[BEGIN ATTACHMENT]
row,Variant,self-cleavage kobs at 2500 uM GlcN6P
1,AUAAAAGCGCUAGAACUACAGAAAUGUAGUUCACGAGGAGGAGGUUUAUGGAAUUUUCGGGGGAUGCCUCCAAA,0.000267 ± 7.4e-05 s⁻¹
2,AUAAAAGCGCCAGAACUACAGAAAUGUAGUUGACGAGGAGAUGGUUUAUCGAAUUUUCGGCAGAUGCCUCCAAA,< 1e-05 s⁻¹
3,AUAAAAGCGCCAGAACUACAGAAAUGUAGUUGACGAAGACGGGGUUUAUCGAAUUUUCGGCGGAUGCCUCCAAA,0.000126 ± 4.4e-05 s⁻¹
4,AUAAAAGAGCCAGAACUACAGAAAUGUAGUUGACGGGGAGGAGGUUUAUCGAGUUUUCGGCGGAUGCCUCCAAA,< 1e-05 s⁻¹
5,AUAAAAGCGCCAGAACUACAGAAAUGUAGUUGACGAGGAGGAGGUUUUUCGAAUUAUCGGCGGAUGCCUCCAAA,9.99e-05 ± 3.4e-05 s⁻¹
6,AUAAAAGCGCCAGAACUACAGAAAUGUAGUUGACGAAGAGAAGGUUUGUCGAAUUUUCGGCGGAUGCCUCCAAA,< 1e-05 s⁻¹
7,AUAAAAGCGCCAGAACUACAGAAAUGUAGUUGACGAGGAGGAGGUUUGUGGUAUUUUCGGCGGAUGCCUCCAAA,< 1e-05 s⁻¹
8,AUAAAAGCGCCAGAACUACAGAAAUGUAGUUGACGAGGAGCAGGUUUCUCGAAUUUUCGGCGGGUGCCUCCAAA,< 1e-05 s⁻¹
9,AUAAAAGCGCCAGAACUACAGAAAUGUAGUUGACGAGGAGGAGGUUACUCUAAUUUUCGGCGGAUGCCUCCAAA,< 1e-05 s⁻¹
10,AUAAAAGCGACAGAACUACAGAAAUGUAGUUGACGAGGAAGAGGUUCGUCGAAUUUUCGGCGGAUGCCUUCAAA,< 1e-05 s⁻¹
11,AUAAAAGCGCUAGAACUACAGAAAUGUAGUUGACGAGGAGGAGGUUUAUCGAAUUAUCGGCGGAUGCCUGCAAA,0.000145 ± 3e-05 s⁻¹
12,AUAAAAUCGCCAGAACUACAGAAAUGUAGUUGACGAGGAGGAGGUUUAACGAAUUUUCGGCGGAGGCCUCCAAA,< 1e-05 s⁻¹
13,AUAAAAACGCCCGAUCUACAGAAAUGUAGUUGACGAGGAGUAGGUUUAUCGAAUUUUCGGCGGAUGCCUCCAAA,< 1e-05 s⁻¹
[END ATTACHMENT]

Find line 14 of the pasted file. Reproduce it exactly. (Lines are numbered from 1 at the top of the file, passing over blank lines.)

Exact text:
13,AUAAAAACGCCCGAUCUACAGAAAUGUAGUUGACGAGGAGUAGGUUUAUCGAAUUUUCGGCGGAUGCCUCCAAA,< 1e-05 s⁻¹